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International Women's Day: Strengths, Challenges, and Opportunities

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byKaoutar Ait Lahaj
onMarch 11, 2021

The participants of the International Women’s Day Webinar.

On the 8th of March, the US Embassy of Israel hosted a webinar entitled “International Women’s Day: The Middle East & The Abraham Accords” in partnership with the UAE Embassy in Washington, DC, The Embassy of Bahrain, and the Embassy of Morocco. The webinar consisted of a panel of expert diplomats to discuss the role women have played in peacemaking efforts and decision-making. This event was organized not only to celebrate and appreciate the important role that women play in their countries but also to drive conversations that will help advance the involvement of women even further.

His Excellency Gilad Erdan, Ambassador of Israel to the United States and the United Nation, initiated the discussion. He reflected on the importance of the role that women play in reaching peace especially, in positions that enable them to take part in the decision-making process. At the same time, he acknowledged that there is still much work to be done as a shared commitment to achieving gender equality. He also aims that the current partnership/ “friendship” between his country and the Arab countries that are part of The Abraham Accords can only serve as the start of more exchange and a mutual learning opportunity where countries learn from each other’s experiences regarding women’s empowerment.

His Excellency’s introduction was followed by a speech from Her Highness Lalla Joumala, Moroccan Ambassador to the United States. She described International Women’s Day as a bittersweet event that recognizes women empowerment’s efforts while also making us aware of the challenges and hardships that women face on a regular basis, especially this year where the consequences of COVID-19 had a greater impact on women. Her Highness recognized the efforts and the advancement that countries were executing to achieve gender equality, and she described these efforts as core steps that will lead to meaningful participation of women in all fields.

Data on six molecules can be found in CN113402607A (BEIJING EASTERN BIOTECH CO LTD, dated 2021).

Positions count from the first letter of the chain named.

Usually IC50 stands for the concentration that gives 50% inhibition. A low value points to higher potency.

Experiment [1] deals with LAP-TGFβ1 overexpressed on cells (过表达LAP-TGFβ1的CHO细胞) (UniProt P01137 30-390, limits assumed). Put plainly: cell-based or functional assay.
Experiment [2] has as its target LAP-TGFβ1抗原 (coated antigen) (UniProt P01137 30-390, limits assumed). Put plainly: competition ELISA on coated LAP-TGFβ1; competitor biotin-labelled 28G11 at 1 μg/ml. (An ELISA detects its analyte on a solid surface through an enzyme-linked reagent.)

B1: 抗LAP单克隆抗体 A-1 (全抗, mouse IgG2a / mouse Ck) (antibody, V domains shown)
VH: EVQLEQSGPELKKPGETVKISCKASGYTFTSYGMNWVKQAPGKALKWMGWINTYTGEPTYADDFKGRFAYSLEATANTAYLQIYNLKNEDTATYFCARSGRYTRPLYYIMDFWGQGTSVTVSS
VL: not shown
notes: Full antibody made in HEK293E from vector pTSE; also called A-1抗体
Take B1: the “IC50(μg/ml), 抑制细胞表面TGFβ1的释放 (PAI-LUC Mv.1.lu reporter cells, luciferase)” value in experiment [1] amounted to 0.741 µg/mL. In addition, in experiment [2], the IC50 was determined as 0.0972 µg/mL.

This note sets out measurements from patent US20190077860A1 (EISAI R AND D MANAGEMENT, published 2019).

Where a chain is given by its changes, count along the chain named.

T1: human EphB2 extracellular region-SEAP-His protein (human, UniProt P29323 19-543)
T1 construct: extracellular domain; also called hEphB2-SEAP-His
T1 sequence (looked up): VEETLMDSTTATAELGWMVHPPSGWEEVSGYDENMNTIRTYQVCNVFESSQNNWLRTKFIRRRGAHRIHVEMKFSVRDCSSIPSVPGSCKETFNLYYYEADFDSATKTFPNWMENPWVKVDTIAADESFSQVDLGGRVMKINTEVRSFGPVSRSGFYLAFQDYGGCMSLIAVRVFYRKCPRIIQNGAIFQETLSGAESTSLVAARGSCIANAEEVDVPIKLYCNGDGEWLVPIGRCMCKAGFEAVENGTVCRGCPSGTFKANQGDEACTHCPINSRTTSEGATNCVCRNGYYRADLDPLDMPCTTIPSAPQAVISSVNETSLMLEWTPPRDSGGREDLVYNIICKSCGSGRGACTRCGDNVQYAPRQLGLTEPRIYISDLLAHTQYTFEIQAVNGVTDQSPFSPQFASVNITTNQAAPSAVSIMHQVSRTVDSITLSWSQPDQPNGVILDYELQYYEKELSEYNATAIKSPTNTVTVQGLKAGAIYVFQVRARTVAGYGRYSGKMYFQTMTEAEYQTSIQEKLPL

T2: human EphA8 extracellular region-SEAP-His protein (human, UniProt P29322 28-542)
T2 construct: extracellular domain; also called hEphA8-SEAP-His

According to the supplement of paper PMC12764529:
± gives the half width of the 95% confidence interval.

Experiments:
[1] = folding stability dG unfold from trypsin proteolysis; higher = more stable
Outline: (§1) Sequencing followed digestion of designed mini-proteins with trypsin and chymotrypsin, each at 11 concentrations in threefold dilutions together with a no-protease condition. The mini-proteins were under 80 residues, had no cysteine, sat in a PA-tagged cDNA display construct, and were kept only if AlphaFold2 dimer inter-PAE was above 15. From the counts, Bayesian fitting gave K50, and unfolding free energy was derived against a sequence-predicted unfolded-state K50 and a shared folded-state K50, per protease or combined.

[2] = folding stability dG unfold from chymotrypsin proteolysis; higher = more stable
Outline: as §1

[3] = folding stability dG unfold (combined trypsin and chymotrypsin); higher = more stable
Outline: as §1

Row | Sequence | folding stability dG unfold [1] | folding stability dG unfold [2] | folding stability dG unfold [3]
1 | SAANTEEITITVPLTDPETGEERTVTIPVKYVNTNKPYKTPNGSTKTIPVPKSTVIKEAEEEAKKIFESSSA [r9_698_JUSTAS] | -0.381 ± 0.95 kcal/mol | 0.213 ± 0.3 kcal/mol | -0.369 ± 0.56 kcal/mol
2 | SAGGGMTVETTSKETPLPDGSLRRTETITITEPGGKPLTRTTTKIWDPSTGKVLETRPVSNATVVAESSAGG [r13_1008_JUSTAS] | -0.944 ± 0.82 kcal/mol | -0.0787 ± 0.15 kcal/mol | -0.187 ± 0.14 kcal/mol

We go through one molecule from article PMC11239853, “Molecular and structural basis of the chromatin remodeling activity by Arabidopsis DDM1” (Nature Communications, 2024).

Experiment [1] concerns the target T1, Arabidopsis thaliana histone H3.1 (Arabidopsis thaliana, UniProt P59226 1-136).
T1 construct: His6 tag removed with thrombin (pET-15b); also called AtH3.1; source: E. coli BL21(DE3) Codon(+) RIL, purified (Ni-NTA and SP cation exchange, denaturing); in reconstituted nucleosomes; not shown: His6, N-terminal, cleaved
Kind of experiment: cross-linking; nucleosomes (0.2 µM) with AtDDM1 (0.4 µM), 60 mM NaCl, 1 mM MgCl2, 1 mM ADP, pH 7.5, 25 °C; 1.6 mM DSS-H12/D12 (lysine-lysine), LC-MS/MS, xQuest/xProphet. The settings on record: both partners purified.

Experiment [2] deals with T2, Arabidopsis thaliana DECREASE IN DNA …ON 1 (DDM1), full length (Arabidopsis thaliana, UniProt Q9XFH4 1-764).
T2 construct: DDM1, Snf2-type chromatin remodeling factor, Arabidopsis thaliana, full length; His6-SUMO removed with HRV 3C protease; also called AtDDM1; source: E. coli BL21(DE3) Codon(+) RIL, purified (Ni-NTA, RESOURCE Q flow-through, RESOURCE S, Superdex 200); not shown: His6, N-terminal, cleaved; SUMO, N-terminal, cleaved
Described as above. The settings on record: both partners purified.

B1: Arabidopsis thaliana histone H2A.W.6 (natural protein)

Lynn Roche, Deputy Director for Public Policy and Public Affairs, U.S. Department of State, moderated the panel. She started the discussion by inquiring about the key motivation that inspired the panelists to pursue their careers as diplomats. Tammy Ben Haim, Minister for Public Diplomacy, Embassy of Israel to the United States responded first, “I actually didn’t want to become one. Both of my parents were diplomats, and I knew exactly the hardships and the challenges that a diplomat faces and I really thought about pursuing a more family-oriented career. But later on, I decided that I wanted to become a diplomat but not before I discovered who I am first… and that resulted in me joining at an older age compared to my parents.”

The following question was about the challenges and obstacles that faced women in diplomacy. This time Shaima Gargash, Deputy Chief of Mission, Embassy of the United Arab Emirates to the United States, responded. She stated that the main challenge women face in a male-dominated environment is having a strong voice in decision-making and not being taken seriously because of being younger than male colleagues. In this case, proving yourself can be mistaken for a lack of respect toward elders which can be a belief resulting from the culture itself.